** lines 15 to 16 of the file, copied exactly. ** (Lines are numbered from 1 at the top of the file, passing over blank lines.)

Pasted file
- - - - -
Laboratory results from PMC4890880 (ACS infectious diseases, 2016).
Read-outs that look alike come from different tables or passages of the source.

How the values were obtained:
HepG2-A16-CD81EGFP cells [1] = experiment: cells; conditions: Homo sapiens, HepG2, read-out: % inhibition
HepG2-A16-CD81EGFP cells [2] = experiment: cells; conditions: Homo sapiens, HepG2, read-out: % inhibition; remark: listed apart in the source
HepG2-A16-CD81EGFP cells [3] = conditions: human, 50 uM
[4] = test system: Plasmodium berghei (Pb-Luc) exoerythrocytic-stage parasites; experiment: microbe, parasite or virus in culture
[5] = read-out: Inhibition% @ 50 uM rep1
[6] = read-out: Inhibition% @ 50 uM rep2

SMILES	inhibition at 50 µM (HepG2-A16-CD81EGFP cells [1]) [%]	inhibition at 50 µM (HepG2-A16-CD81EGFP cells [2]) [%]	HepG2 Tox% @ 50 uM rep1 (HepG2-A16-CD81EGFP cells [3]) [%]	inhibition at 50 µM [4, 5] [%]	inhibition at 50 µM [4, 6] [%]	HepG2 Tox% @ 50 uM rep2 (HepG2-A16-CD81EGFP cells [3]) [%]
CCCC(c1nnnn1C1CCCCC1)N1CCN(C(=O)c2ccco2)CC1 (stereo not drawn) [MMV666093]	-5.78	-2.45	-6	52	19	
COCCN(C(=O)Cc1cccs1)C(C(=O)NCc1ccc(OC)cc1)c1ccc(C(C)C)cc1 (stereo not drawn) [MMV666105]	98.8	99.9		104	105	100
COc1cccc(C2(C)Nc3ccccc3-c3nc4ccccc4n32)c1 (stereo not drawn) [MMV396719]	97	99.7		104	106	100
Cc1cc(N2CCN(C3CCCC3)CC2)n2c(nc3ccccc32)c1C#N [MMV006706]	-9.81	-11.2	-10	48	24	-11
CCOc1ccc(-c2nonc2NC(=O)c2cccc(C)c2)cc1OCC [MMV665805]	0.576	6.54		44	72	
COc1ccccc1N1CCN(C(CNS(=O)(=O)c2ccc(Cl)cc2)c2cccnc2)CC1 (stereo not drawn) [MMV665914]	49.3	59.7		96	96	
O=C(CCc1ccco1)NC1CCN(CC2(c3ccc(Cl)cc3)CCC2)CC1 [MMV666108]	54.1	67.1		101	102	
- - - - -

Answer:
CCOc1ccc(-c2nonc2NC(=O)c2cccc(C)c2)cc1OCC [MMV665805]	0.576	6.54		44	72	
COc1ccccc1N1CCN(C(CNS(=O)(=O)c2ccc(Cl)cc2)c2cccnc2)CC1 (stereo not drawn) [MMV665914]	49.3	59.7		96	96	